It’s hard to criticize a show that tries for something more. Not because we don’t see the faults, but because we do see the passion. From what I’ve seen of “The Bridge,” I get the feeling that this a passion project for creators Meredith Stiehm and Elwood Reid. I don’t know either of them personally, but from what I’ve read in interviews they come off as writers with good intentions trying to tell a unique story in an unconventional way. That said, even in the world of TV: The road to hell is paved with good intentions. While there are much worse things on TV right now than “The Bridge,” none make me sadder. Not because of the shows intention, but because of my own disappointment.
“The Beast” managed to maneuver some of our character pieces in the right direction, while others still fell adrift. We start with a great opening scene involving Fausto (Mexican cartel leader) and his employee discussing the difference between a serial killer and someone else who kills. I mentioned last episode that the Mexican scenes are much more interesting than our main storyline and this scene proved my point very succinctly. It started the episode on a high note which can be a problem for a show that muddles its own energy with its heavy plot.
The follow up to that story involved my new favorite character (sorry Matthew Lillard) Steven Linder, everyone’s favorite barely clothed woman smuggler (or so it seems). Thomas M. Wright (Top of the Lake) is doing wonders with the role, or at least as much as he can with it. His awkward mannerisms and low grunts give the character some personality, something valued in a show with little of it. We followed him this episode as he first awkwardly dispatched the Mexican psychopath Calaca with a steam iron, and then trying to not heed attention as he buried the body. Unfortunately for him, the man who Fausto killed earlier mentioned his name and so the two meet. We never got a full resolution with their characters, but I’m excited to see if they’ll be together next week.
Our two lead detectives had an eventful dinner together in which we got to see more of the Ruiz family. Sonya is there to give Det. Ruiz his wallet back, a wallet he had left at Charlotte Millwright’s house which Sonya nonchalantly points out. Mrs. Ruiz picks up on this fact and later kicks Marco out of the house as she can see past his lies. Many people have criticized Det. Ruiz’s characterization so far, at first coming off as a family man and then suddenly being very adulterous. I think the writers felt this was a good way of showing how each character had his/her own demons, even the so called good guys. I don’t think they’ve failed as were starting to see that Ruiz is trying and it’s that trying to be a family man that connects him with who we saw in the pilot. His scene with Charlotte was important for the shows’ future, showcasing a character striving towards something noble in an environment that is passive towards morality.
Besides being everyone’s favorite food critic, Sonya did get to talk the “Bridge Butcher” on the phone. I like her distant and objective questioning. We get the sense that the killer isn’t there for her to prove something like many shows do, but instead is like a code she needs to crack. We later see her and Ruiz (sleeping on the couch of course) go to sleep together, but before he can Ruiz asks about some childish drawings on her wall. Sonya tells him it was made by the man who killed her sister in a scene that was one of the best yet for the duo.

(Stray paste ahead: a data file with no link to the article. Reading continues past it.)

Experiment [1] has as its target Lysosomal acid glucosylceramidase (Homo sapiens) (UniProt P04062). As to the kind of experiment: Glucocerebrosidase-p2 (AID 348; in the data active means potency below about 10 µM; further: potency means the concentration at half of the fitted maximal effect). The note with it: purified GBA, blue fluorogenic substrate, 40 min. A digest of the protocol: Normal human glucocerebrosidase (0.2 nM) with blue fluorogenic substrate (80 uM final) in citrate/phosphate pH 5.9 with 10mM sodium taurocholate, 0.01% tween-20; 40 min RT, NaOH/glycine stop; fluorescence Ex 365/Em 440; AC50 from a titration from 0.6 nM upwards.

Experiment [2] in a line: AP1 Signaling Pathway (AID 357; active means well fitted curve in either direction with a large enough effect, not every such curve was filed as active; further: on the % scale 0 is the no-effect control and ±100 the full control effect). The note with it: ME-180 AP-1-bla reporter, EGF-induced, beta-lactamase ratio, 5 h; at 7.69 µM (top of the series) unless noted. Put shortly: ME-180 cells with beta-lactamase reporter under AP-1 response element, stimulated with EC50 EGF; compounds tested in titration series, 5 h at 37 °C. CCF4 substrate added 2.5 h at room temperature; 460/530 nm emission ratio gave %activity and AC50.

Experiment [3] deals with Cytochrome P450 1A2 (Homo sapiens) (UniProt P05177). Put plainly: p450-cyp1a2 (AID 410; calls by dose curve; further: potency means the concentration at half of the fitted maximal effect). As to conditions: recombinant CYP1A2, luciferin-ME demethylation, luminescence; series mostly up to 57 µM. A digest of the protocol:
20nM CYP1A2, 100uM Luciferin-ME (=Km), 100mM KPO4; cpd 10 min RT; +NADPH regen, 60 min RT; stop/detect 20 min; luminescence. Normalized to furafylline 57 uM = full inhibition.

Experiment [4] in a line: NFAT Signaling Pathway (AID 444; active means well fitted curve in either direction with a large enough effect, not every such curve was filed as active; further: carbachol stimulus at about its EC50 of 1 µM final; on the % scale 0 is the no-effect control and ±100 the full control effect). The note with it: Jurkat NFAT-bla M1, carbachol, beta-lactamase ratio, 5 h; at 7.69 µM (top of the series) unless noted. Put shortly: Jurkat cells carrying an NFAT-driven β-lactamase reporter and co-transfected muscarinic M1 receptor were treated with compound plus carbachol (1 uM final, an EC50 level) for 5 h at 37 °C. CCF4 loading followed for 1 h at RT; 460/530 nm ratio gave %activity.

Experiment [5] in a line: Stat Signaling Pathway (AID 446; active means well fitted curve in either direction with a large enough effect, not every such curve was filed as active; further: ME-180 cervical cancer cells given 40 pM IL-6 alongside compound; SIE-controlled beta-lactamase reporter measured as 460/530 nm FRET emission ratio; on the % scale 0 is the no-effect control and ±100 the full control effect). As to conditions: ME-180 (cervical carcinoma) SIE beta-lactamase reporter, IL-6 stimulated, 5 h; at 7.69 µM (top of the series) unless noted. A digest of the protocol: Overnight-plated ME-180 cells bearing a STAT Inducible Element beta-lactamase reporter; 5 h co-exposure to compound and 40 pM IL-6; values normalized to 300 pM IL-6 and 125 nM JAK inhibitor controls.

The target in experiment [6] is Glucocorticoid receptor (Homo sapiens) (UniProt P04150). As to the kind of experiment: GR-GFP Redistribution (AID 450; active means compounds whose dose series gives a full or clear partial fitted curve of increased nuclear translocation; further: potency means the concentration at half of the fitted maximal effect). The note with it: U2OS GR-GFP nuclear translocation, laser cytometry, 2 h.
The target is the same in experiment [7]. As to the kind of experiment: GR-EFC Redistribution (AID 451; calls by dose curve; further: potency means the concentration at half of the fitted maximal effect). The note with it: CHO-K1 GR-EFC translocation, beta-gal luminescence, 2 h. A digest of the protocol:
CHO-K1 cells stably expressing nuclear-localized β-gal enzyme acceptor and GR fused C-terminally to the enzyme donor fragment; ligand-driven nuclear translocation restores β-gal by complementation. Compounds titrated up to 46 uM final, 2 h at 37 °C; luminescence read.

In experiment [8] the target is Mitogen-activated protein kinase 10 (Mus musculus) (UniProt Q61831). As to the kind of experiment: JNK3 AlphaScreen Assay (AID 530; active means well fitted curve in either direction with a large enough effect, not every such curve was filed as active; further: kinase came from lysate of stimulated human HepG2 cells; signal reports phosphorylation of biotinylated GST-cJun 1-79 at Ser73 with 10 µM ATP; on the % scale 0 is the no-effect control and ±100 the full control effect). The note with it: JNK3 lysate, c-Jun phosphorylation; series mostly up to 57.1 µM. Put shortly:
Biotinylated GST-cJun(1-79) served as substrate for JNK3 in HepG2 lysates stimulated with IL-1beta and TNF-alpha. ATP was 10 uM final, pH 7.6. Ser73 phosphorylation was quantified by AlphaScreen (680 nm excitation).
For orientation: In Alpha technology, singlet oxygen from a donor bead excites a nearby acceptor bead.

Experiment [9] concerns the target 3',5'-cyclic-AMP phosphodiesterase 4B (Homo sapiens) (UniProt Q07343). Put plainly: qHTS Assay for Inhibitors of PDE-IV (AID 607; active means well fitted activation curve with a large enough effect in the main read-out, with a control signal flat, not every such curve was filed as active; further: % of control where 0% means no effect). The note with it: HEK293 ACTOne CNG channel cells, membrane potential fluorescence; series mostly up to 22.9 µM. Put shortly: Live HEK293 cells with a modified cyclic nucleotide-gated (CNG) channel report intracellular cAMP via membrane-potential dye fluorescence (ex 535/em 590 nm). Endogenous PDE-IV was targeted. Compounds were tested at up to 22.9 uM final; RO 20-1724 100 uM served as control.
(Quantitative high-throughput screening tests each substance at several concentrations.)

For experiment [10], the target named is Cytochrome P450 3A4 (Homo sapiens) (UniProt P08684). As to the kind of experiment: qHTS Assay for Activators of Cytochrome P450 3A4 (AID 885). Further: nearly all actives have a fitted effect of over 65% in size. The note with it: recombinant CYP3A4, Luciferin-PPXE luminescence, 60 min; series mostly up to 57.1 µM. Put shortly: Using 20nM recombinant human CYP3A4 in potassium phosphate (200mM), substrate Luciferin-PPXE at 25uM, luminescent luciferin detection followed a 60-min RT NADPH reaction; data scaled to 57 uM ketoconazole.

I couldn’t talk about “The Beast” without talking about a young girl (still unnamed I believe) who after getting bailed out of jail by her father goes to Mexico and learns of the mysterious “beast.” I’m okay with a show giving us a new character and storyline in the middle of a season, heck “Justified” does it all the time, but the reason “Justified” succeeds and this storyline didn’t this episode is because it just wasn’t very interesting. It’s okay to not understand the character as long as we are engaged in the plot, but her story wasn’t too gripping. I mean it’s interesting that there’s a so called “beast” out there, but it seemed very inorganic and thrown in because it will probably be important later. This sense of showing something uninteresting just because it’s important for the plot has been a problem with “The Bridge” throughout its run so far, hopefully this will stop as the plot thickens.
- “Doesn’t taste good” – Sonya Cross. Man, I’d love to say that with as little regard to human emotion as Sonya does.
- I’m happy Mrs. Ruiz got her own storyline, I just hope it doesn’t turn into a storyline that feels unnecessary (aka Margaret Schroeder from Boardwalk Empire).
- Cooper (aka Southern Ron Swanson) calling the FBI agents “nuthuggers” was as innocent a swear I can think of.
- The episode was directed by Gwyneth Horder-Payton, a veteran of the industry being involved in shows such as “Battlestar Galactica,” “The Shield,” and “Sons of Anarchy.” My personal favorite of hers is The Shield’s Season Five “Of Mice and Lem.”
- They say the “Bridge Butcher” might be an inside job. I’m hoping for Lieutenant Hank Wade, mainly because he has a creepy voice and once played a serial killer to perfection.
“The Beast” = B-
* Would love to hear what you think, so sound off in the comments below.